Pershing Square, as you know, is a Franken-park of public space, elevated above a parking garage and segmented by walls, which are always a great way to celebrate the outdoors.
It's an open-air, concrete urinal that could have been designed during an M.C. Escher nightmare. Famed L.A. observer Mike Davis said the park exemplified L.A.'s controlling, security-minded urban planning and noted that its benches were "bum-proof." Established in 1866, it's said to be the city's oldest park. It is also the unfriendliest park around.
The office of City Councilman Jose Huizar did what was necessary: It hosted a serious design competition, with a goal of a $50 million revamp, to find this parcel next to the Millennium Biltmore Hotel a new look.
The winning design, announced today, is a conservative vision of Pershing Square as a ... park. Just a park. Fine by us. (See photos, below.) Henri Bava, director of winning design firm Agence Ter and Team of Paris, described the look as "radical flatness."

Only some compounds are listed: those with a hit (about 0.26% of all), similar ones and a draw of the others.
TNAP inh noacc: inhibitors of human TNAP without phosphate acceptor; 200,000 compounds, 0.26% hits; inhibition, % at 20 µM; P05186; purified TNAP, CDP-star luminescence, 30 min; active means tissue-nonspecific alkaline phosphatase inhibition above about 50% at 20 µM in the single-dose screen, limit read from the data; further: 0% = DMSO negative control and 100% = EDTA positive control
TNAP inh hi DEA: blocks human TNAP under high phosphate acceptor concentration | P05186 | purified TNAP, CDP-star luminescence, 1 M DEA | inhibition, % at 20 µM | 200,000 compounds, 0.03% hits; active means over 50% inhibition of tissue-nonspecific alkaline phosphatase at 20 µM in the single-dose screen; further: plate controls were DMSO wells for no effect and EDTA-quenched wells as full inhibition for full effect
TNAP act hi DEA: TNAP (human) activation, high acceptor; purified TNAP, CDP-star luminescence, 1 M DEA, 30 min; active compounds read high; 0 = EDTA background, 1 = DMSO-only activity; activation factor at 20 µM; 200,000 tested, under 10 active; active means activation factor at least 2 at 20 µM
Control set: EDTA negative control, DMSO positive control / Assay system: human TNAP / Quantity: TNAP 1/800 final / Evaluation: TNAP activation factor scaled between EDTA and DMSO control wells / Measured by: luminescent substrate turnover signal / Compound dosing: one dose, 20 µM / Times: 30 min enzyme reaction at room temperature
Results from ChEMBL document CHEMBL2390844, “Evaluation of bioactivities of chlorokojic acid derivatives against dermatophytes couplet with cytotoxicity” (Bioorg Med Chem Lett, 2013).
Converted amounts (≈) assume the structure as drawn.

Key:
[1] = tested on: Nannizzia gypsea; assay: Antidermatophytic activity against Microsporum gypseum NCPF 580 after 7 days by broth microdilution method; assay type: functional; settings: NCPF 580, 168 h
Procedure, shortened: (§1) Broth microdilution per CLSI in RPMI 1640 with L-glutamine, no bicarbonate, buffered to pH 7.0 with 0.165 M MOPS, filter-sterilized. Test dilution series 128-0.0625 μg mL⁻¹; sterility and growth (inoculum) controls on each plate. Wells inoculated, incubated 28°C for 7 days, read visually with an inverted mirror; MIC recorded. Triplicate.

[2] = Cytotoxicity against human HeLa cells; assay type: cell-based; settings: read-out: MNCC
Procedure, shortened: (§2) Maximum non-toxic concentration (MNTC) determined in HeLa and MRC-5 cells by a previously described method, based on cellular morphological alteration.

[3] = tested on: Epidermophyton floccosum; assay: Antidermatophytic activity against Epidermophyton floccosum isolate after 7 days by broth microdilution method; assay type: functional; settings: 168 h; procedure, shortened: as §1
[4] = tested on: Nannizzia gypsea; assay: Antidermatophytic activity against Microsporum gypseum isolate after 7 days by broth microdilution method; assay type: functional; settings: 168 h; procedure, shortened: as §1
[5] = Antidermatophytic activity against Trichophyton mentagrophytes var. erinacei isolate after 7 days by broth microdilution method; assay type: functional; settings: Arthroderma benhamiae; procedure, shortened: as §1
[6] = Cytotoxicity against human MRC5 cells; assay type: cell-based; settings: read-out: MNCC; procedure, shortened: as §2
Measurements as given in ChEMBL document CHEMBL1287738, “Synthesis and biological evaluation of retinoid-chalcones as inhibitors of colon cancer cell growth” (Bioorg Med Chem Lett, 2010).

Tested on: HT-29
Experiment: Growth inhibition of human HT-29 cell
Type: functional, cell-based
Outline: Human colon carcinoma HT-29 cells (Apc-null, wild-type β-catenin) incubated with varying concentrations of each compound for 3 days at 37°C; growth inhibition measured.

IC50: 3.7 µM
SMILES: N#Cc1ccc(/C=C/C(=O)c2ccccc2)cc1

The design proposes to bring the park back down to street level and landscape the parcel with grass.
"From the very launch of Pershing Square Renew, our goal was to create an open, warm and inviting design that was focused on serving people and not form — one that would allow Pershing Square, the city’s oldest park, to reclaim its place as the true heart of downtown Los Angeles. Today, we are one important step closer to making that happen," Huizar said.
The design, which includes a reflecting pool and a "smart canopy" of lights at night, would create views from Fifth to Sixth streets and from Olive to Hill streets.
Last year the City Council approved Huizar's vision to establish a public-private partnership that would work with Pershing Square Renew to redevelop the space.
The councilman's goal is to raise at least $50 million, including cash from private donors, to remake the park using Agence Ter and Team's design.
If we can support rich guys who want to show off their art collections, we can certainly get this cash together to make L.A.'s original park vibrant for the people again.
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